In the five years since natural gas production began to take off in Appalachia, volumes in the Marcellus and Utica basins have increased by a factor of 9X. Much of that natural gas production growth is “wet” gas containing significant volumes of NGLs. Consequently NGL production volumes have skyrocketed and midstream development has been booming. But building all this midstream infrastructure in Appalachia does not work the way it does in other high-growth shale plays. Making sense out of Marcellus/Utica midstream infrastructure is the subject of RBN Energy’s latest Drill Down report, “Join Together With Demand--The Who and How of Marcellus/Utica Midstream”. In today’s blog, we provide highlights of the report and discuss what’s in store for the Marcellus/Utica over the next couple of years using our new Pipeline GIS mapping system to help tie all of the assets together.
They say that necessity is the mother of invention, and that proverb has certainly proved itself in the Shale Era. Examples abound. Building new rail-loading terminals to move stranded Bakken crude to market. Reversing the direction of major natural gas pipelines. Re-plumbing much of the Gulf Coast to reflect changing sources of crude oil. And our topic today, innovative approaches to meet the unique challenges of Marcellus/Utica midstream.
In the Drill Down report we release today, we examine in detail all that has been done—and is being done still—to support the very rapid expansion of gas and NGL production in the Marcellus/Utica. Over the past five years, the Upper Ohio River Valley has been transformed from an energy backwater to a production leader, both for natural gas and NGLs.
Consider the astronomical growth of NGL volumes in the region. The graphs below (Figure #1) show daily output of NGLs based on processing plant data from the EIA Petroleum Administration for Defense District 1 (PADD 1), which covers most of the Marcellus/Utica region except for Ohio (which is in PADD 2). Over the 2006-14 period, annual average NGL production increased from 22 Mb/d to 191 Mb/d, with most of that increase occurring in the past two years. By January 2015 production was up to 234 Mb/d. The graphs show production growth for the individual purity products over the period. Propane (blue line) increased from about 10 Mb/d in 2006 to about 30 Mb/d in 2012 and has leapt to 104 Mb/d since then. Liquid ethane production (gold line) was essentially non-existent before 2014 because until then there was no take-away transportation available. Ethane was “rejected” into the pipeline natural gas system and sold as natural gas. In the past 14 months, ethane production (now moved by pipeline to the Gulf Coast or exported to Canada, also by pipe) jumped to 76 Mb/d in December 2014 before falling back to 57 Bcf/d in January 2015 due to operational issues.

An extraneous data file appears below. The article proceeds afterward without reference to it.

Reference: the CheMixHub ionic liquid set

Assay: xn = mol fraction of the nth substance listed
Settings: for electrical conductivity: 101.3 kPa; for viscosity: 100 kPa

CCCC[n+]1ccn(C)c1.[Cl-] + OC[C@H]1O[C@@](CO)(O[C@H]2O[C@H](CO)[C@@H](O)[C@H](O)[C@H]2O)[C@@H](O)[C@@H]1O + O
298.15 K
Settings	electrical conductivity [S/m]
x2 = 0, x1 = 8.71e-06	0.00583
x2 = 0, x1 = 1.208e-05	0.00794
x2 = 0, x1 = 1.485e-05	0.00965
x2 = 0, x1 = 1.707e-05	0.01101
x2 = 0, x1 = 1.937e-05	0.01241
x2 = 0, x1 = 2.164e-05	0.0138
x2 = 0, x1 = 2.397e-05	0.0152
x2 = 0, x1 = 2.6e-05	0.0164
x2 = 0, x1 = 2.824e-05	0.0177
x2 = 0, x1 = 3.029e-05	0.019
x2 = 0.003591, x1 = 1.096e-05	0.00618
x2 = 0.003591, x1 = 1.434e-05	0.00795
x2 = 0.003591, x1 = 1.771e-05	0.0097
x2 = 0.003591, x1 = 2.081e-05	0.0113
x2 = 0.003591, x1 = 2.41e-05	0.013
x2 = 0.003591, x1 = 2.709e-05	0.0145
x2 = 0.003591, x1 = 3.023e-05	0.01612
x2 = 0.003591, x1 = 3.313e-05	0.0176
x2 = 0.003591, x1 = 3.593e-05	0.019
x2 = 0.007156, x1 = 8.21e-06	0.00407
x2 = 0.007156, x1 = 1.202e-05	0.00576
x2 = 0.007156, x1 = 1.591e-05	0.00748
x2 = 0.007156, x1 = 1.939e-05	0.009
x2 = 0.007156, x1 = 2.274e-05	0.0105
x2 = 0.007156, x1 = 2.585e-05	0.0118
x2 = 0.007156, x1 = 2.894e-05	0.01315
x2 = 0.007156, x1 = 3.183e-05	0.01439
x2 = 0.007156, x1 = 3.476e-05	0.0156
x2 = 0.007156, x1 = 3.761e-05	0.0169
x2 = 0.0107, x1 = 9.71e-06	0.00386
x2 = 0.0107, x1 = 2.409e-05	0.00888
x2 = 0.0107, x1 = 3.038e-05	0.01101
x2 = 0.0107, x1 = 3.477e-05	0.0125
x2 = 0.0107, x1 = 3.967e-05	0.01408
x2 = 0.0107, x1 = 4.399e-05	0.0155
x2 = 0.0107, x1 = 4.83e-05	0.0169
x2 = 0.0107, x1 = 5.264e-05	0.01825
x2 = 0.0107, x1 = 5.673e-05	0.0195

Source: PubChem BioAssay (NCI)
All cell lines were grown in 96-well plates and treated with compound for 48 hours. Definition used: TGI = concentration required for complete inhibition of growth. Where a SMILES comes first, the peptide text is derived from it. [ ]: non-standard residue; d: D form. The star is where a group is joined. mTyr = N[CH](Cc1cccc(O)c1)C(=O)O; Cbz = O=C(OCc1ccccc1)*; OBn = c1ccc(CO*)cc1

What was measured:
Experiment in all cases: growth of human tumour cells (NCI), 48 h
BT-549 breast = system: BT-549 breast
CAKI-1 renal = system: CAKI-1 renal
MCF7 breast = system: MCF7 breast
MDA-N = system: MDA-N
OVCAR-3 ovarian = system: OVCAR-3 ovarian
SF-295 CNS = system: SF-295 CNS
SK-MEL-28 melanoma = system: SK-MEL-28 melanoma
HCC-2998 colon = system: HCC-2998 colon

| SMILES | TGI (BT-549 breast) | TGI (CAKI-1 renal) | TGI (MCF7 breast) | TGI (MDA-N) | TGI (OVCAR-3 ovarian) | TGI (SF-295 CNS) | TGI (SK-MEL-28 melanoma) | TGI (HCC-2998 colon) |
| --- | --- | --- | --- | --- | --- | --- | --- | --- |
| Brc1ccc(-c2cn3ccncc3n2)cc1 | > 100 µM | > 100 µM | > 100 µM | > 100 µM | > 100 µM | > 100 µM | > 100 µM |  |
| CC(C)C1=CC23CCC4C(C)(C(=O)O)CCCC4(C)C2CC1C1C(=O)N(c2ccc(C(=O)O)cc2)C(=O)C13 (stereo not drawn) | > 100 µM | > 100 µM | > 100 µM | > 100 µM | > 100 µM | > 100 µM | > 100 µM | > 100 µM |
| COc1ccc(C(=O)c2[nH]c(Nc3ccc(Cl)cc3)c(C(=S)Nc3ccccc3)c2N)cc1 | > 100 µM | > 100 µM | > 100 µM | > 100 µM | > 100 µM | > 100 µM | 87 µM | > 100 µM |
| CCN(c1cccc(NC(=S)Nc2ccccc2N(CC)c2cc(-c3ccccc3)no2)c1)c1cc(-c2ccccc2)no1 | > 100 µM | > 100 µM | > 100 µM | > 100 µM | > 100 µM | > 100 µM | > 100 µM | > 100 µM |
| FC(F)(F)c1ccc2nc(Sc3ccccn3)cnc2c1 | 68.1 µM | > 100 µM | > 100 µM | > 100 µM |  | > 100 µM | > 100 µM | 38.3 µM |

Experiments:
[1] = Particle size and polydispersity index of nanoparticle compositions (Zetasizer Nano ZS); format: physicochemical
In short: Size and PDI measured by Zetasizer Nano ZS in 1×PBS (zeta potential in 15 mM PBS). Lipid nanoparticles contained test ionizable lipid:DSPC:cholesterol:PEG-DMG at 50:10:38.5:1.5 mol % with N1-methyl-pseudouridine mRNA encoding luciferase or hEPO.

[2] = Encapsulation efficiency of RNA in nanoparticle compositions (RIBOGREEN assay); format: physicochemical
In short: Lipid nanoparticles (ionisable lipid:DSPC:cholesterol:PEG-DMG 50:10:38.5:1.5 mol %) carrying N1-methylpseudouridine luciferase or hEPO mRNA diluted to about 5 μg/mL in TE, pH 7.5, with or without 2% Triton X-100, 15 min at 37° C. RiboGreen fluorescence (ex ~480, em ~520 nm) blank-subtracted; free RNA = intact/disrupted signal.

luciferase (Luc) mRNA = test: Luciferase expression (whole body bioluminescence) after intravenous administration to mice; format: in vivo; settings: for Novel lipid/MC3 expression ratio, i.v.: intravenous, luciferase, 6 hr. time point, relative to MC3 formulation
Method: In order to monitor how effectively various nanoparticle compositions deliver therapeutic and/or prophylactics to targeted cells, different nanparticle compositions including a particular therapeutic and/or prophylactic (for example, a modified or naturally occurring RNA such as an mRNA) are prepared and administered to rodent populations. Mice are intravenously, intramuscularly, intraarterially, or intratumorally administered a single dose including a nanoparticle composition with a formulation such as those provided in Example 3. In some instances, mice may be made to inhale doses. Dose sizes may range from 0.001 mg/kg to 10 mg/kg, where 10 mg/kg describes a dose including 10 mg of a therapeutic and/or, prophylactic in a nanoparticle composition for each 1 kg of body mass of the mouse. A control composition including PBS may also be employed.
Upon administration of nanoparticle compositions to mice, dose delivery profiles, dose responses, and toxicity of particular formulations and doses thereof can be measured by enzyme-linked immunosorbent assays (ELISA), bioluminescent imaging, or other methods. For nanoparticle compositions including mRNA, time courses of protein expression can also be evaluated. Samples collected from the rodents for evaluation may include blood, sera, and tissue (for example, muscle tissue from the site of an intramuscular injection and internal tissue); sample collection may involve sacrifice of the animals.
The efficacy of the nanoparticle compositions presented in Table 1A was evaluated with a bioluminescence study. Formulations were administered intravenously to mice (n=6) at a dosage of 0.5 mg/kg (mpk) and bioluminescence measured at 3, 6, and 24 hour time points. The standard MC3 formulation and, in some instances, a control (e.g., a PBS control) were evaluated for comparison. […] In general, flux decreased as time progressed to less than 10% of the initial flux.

Figure #1 – Daily Output of NGLs from PADD 1; Source: EIA
The middle graph shows the sharp increases in regional production of normal butane (green line) and isobutane (grey line). Normal butane production soared to 32 Mb/d by January 2015, and isobutane rose from 1 or 2 Mb/d before 2010 to the mid-teens in January 2015. The graph to the right shows the increase in pentanes plus (purple line), also known as natural gasoline or C5+, which is the heaviest NGL. Pentanes-plus production was less than 5 Mb/d before 2010 but doubled to 10 Mb/d in 2013 and more than doubled again to 27 Mb/d by January 2015.
While the rolling hills of southwestern Pennsylvania, northern West Virginia and eastern Ohio for many decades have been crisscrossed by several major gas pipelines, the region had next-to-none of the infrastructure needed to wring all of these NGLs from wet gas, fractionate those liquids into the five “purity” products and move the NGLs to market. The new Drill Down report catalogues the key midstream assets in the Marcellus/Utica, describes how these assets work together to meet the needs of regional players and explains how planned infrastructure will continue to enable growth in both natural gas and NGL production in the region. Some of the findings of our report are summarized below.
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